Crossing to St. Vincent

We took what looked like a pleasant weather window for a beam reach to St. Vincent, intending Chateaubelair as our first stop. As the Pitons fell behind us in a curtain of early morning rain, we were briefly visited by a curious and large dolphin, seemingly popping by to say goodbye.

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The forecast weather once again had a few quirks in it. There were several small squall systems that we could not avoid and on the first one, we got the second reef in as the wind climbed over 33 knots and big swells with breaking waves pushed through. We were sailing on a close reach when we decided to tighten up the genoa. Too bad we left the car a bit too far forward and we had a big gust of wind just as Liz was tightening up using the electric winch. The roller on the car exploded upwards and described a spectacular arc on its way off into the sea. We secured the genoa and let out the staysail in it’s place – redundancy advantage of a cutter rig. When we later ordered a replacement part (US$260 plus delivery etc), we read that the working load of the car was 1500 kilos and the breaking load 3000 kilos. Lesson learned about taking care with the powerful electric winches!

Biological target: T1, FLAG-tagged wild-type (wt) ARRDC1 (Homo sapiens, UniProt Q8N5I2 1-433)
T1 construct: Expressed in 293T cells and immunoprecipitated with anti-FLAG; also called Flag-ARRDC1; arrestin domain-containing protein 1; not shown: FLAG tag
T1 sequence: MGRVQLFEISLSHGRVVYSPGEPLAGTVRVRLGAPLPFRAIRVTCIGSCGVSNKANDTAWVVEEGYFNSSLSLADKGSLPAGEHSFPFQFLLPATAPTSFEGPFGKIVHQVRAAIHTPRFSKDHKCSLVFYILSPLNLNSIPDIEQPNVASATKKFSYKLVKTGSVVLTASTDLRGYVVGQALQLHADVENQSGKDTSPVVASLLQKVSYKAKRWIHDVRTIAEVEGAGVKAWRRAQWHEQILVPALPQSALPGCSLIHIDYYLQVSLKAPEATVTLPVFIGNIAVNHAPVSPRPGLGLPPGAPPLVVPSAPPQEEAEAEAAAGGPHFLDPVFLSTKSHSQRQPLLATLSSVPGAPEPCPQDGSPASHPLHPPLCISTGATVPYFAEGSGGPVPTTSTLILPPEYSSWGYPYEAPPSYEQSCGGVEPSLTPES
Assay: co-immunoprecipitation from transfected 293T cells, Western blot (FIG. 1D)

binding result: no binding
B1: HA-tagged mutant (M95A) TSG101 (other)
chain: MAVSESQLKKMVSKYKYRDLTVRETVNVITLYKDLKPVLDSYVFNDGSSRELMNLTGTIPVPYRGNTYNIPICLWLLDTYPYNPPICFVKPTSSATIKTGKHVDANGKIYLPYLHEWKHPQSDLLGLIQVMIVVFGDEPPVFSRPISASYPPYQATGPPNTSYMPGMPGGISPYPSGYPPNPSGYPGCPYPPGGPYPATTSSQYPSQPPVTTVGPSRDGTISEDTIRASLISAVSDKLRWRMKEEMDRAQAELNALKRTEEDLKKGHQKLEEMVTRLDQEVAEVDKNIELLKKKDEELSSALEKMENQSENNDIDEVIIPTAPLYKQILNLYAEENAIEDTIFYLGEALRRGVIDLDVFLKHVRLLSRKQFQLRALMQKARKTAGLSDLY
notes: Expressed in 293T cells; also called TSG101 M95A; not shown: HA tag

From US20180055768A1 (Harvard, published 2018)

As we entered the lee of St. Vincent, the conditions moderated and a flight of Boobies came to greet us by lazily encircling the boat in between bouts of fishing.

We went in at Chateaubelair and anchored in 12 feet of water which was very close in to the beach. We felt uncomfortable as the wind was swinging about between on and offshore and the buildings ashore looked desperately delapidated and gloomy. We had been warned about the very real security risks on St. Vincent as well as about very aggressive boat vendors. No sooner had we dropped the hook and started to discuss the wisdom of the anchorage than we espied a flotilla of small boats, canoes and paddleboards converging from various directions on us as fast as they could, racing each other to the pickings. That did it. We were the only yacht in and the combination of circumstances made it prudent to up anchor and leave.

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